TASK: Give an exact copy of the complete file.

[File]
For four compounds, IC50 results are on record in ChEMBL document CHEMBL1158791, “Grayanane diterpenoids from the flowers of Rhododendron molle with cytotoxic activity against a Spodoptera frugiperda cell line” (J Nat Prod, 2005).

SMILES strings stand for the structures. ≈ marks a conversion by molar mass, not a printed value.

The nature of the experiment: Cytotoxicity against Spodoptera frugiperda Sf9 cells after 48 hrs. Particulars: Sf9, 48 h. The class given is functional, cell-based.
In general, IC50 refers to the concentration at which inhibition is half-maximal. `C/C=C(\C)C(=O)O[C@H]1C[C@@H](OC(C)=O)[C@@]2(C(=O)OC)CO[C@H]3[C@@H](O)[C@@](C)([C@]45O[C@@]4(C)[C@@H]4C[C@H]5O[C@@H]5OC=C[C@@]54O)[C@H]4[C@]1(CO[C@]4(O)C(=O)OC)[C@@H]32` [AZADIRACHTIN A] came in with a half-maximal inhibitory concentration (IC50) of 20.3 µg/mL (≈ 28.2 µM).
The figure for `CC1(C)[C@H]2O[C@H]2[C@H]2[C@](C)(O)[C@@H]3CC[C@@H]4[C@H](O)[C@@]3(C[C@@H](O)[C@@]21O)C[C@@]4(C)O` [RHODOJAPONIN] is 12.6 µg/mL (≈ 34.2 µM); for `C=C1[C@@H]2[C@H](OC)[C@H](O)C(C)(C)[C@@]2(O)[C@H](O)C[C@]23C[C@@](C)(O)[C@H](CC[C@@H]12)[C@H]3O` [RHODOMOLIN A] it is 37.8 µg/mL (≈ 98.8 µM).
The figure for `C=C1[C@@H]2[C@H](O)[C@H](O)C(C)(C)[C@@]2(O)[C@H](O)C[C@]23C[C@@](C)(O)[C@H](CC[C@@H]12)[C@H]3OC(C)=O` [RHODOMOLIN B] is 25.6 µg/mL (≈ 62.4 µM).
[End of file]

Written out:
For four compounds, IC50 results are on record in ChEMBL document CHEMBL1158791, “Grayanane diterpenoids from the flowers of Rhododendron molle with cytotoxic activity against a Spodoptera frugiperda cell line” (J Nat Prod, 2005).

SMILES strings stand for the structures. ≈ marks a conversion by molar mass, not a printed value.

The nature of the experiment: Cytotoxicity against Spodoptera frugiperda Sf9 cells after 48 hrs. Particulars: Sf9, 48 h. The class given is functional, cell-based.
In general, IC50 refers to the concentration at which inhibition is half-maximal. `C/C=C(\C)C(=O)O[C@H]1C[C@@H](OC(C)=O)[C@@]2(C(=O)OC)CO[C@H]3[C@@H](O)[C@@](C)([C@]45O[C@@]4(C)[C@@H]4C[C@H]5O[C@@H]5OC=C[C@@]54O)[C@H]4[C@]1(CO[C@]4(O)C(=O)OC)[C@@H]32` [AZADIRACHTIN A] came in with a half-maximal inhibitory concentration (IC50) of 20.3 µg/mL (≈ 28.2 µM).
The figure for `CC1(C)[C@H]2O[C@H]2[C@H]2[C@](C)(O)[C@@H]3CC[C@@H]4[C@H](O)[C@@]3(C[C@@H](O)[C@@]21O)C[C@@]4(C)O` [RHODOJAPONIN] is 12.6 µg/mL (≈ 34.2 µM); for `C=C1[C@@H]2[C@H](OC)[C@H](O)C(C)(C)[C@@]2(O)[C@H](O)C[C@]23C[C@@](C)(O)[C@H](CC[C@@H]12)[C@H]3O` [RHODOMOLIN A] it is 37.8 µg/mL (≈ 98.8 µM).
The figure for `C=C1[C@@H]2[C@H](O)[C@H](O)C(C)(C)[C@@]2(O)[C@H](O)C[C@]23C[C@@](C)(O)[C@H](CC[C@@H]12)[C@H]3OC(C)=O` [RHODOMOLIN B] is 25.6 µg/mL (≈ 62.4 µM).